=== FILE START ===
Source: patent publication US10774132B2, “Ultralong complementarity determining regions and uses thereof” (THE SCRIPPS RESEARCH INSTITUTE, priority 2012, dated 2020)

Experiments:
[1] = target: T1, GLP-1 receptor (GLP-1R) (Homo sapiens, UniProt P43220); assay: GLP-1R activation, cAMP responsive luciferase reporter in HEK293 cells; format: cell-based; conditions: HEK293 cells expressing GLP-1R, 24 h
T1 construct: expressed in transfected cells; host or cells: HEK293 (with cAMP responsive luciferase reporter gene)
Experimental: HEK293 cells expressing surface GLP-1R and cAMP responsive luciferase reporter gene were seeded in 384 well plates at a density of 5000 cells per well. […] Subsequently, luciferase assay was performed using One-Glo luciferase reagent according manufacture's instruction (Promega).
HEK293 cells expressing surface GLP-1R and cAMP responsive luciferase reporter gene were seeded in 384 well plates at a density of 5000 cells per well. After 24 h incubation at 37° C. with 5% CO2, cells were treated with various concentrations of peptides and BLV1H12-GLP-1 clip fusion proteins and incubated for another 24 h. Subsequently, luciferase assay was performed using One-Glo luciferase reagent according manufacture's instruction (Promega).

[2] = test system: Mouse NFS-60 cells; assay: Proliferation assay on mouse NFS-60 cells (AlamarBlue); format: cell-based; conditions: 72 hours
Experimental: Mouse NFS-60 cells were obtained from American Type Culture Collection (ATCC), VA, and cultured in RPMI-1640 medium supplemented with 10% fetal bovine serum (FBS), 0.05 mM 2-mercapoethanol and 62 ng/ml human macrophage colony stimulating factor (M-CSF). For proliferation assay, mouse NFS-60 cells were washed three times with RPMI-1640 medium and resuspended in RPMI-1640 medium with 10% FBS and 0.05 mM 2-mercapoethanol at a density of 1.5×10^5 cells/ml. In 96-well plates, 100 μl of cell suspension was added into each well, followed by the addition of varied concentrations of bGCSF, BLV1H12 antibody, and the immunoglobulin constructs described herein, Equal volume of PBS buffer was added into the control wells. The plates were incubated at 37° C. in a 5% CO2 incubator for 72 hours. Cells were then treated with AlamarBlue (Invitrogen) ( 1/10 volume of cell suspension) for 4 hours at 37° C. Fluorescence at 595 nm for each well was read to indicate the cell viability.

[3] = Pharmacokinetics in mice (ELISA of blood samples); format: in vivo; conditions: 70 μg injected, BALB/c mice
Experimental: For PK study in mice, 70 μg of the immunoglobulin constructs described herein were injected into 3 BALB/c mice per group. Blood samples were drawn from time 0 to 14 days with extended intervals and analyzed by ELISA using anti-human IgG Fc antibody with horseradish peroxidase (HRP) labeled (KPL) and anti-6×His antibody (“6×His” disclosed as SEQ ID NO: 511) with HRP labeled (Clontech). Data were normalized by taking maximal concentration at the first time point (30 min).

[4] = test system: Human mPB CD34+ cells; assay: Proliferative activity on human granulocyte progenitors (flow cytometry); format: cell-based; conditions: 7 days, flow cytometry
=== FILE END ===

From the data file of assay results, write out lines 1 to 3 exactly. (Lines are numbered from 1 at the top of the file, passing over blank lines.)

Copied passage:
Source: patent publication US10774132B2, “Ultralong complementarity determining regions and uses thereof” (THE SCRIPPS RESEARCH INSTITUTE, priority 2012, dated 2020)

Experiments:
[1] = target: T1, GLP-1 receptor (GLP-1R) (Homo sapiens, UniProt P43220); assay: GLP-1R activation, cAMP responsive luciferase reporter in HEK293 cells; format: cell-based; conditions: HEK293 cells expressing GLP-1R, 24 h